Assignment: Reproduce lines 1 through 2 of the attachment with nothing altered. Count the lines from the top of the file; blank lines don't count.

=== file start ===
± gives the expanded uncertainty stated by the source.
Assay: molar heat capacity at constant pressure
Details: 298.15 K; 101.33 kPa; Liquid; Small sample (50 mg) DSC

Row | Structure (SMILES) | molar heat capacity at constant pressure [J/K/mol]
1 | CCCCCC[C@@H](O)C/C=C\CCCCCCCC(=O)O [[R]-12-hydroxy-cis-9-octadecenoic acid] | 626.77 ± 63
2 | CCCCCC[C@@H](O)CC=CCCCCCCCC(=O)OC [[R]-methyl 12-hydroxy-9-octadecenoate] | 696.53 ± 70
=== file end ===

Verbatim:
± gives the expanded uncertainty stated by the source.
Assay: molar heat capacity at constant pressure